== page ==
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Athens Locally Grown
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Spicy Onions and Bell Peppers in Yogurt Sauce over Corn Bread

The key to the creamy sauce in this recipe is yogurt. Whole-grain bread works well in place of the corn bread and that nondairy yogurt can be substituted. The sauce also goes well with curried basmati rice. From Farmer John’s Cookbook: The Real Dirt On Vegetables

Serves 4

1 loaf corn bread
2 tablespoons extra virgin olive oil or butter
2 cups thinly sliced onion (about 3 medium onions)
1/2 teaspoon salt
3 medium bell peppers, stems and seeds removed, thinly sliced
1/2 teaspoon ground cumin
freshly ground black pepper
cayenne pepper (or less, to taste)
3 cloves garlic, minced (about 1 1/2 teaspoons)
1/2–3/4 cup yogurt

1. Set the oven to its warm setting or preheat it to 200° F. Wrap the corn bread in aluminum foil and place it in the oven to warm.
2. Heat the oil or butter in a large skillet over medium heat. Add the onion and salt; cook, stirring frequently, until the onion is very soft and just beginning to brown, 10 to 15 minutes.
3. Add the bell peppers, cumin, and black pepper and cayenne to taste. Cook until the bell peppers are tender, about 10 minutes. Add the chopped garlic and cook until fragrant, 1 minute more.
4. Remove the skillet from heat. Stir in 1/2 cup of the yogurt. If you would like a creamier sauce, add the rest of the yogurt.
5. Tear the warm bread into chunks and place it on individual plates. Spoon the onion sauce over the bread. Serve immediately.

Market News

Winter is generally the time that farmers get together and talk about the previous year, sharing secrets about what worked and warnings about what did not. Industrial farming might be more like top secret laboratories, where only those with special clearance can get inside and the products are controlled more by lawyers than food makers, but sustainable farmers are by and large a whole different breed. We share and share alike, and get together during the off season to spread the knowledge around.

Two of the largest such gatherings in our area is the Georgia Organics conference and the Southern Sustainable Agriculture Working Group (SSAWG) conference. Both attract over 1000 growers and others interested in sustainable food production, and both are in the processes of getting planned.

The Georgia Organics conference will be held right here in Athens, from February 19th to the 21st. The site planning committee met last week over lunch at Farm 255, and I’m certain you’ll want to be a part of conference. Indeed, you are one of the reasons why GO was attracted to Athens. We’ve earned a reputation for being a city with a thriving local food culture, and many towns across the country look to us as a model. Above all else, it’s your continuing commitment to eating local sustainably grown foods that has led to more growers, more variety, and more people interested in the same. Thank you!

The SSAWG conference will be held in Chattanooga from January 20th through 24th. I’m on the staff there, and it’s already shaping up to be another can’t miss event. I’ll have more details on both as they get closer, and let you know when registrations are open.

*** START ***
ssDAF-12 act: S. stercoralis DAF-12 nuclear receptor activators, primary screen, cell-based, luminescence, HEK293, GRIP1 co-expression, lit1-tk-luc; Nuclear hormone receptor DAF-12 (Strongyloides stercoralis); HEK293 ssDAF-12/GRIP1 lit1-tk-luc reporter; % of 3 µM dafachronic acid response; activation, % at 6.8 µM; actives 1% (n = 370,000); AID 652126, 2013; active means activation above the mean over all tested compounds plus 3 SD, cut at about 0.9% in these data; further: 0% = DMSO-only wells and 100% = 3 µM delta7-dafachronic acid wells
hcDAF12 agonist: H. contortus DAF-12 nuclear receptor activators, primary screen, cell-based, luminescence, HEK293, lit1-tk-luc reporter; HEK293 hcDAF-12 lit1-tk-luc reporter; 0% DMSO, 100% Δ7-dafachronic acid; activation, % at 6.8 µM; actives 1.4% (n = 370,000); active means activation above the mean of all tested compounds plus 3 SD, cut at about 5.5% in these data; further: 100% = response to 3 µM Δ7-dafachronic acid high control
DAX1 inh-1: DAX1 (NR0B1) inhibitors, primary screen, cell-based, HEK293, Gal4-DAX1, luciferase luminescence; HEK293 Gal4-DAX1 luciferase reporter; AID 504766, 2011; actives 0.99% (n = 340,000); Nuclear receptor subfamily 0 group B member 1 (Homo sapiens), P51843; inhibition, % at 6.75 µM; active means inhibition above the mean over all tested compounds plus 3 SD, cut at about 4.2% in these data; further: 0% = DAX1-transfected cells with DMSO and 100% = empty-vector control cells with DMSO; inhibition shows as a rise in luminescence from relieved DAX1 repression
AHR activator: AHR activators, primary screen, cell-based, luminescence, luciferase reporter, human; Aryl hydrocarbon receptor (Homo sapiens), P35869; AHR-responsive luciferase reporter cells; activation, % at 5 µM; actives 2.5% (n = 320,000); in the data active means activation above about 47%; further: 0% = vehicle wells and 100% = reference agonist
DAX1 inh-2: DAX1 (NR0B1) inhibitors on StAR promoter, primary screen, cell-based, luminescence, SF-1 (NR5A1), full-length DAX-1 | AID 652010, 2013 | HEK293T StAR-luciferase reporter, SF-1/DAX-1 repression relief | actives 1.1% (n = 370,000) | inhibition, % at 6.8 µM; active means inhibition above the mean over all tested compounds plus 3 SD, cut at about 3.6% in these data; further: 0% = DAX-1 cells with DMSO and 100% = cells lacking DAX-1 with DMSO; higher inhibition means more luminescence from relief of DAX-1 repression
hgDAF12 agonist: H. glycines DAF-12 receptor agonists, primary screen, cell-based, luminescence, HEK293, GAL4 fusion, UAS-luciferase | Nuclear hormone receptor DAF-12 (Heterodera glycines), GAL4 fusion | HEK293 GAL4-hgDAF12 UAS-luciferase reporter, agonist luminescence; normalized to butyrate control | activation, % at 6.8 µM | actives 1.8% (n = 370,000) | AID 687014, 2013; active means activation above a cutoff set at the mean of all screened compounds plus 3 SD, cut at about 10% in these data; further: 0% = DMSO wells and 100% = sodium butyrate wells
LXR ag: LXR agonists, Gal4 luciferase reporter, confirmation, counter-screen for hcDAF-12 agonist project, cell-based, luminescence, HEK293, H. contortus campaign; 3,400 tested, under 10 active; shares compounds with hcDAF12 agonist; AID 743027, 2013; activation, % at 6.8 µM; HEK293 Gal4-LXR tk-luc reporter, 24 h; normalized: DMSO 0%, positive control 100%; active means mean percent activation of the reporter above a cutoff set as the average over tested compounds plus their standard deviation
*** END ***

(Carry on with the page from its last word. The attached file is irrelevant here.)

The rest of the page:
Another nice area conference is the Carolina Farm Stewardship Association’s annual get-together. This year it’s being held in Black Mountain, NC, from December 4th through 6th. You can find more information about that at their website:

And speaking of Georgia Organics, one of their most looked-forward to events is their “Field of Greens” party, held every year at Whippoorwill Hollow Farm right down the road from Athens in Walnut Grove. This year’s event is shaping up to be the best ever. Participating restaurants, who will be providing free tastings to participants include Rosebud, Leon’s, 5 Seasons, Retaurant Eugene,Woodfire Grill, Parish, Rathbun’s, Valencia, Food 101, 4th & Swift, farm 255, Living Foods Institute — with more pending. A new event this year, the heritage pork cookoff pits Ron Eyester of Rosebud, Dave Larkworthy of 5 Seasons Brewing, and Kevin Gillespie of Woodfire Grill, working with heritage pork raised by three different farms. They’ll also have an organic market onsite where attendees can learn about sustainable living options, and purchase farm products, from 50 vendors. The event is being held on October 4 from 11am – 6pm. Yes, that’s the day after Athens Locally Grown’s “Hunter’s Moon Feast” at my farm, but what better way to spend a weekend? You can find more info about Field of Greens at their special website,

Thanks so much for your support of Athens Locally Grown, all of our growers, and local food in general. You all are part of what makes Athens such a great area in which to live. We’ll see you on Thursday at the old state market on Broad Street from 4:30 to 8pm!

Coming Events

We still have one more event on the schedule, up at my place: our annual Hunter’s Moon Feast on October 3rd. Spaces are limited, so be sure to make your free reservations along with your order! Take a look in the “Event Reservations” category for full details on this event.

The Athens Farmers Market is held every Saturday morning at Bishop Park from 8am to noon. It’s a totally separate entity from Athens Locally Grown, but you’ll find many of the same growers at both. And of course, you can learn more about that market on their website.

Also, Watkinsville has a thriving farmers market every Saturday morning, behind the Eagle Tavern. And further east, Comer has a nice little market Saturday mornings as well. Several of our growers also sell at the Hocshton
farmers market, also on Saturday mornings. Please support your local farmers and food producers, where ever you’re able to do so!

We thank you for your interest and support of our efforts to bring you the healthiest, the freshest and the most delicious locally-produced foods possible!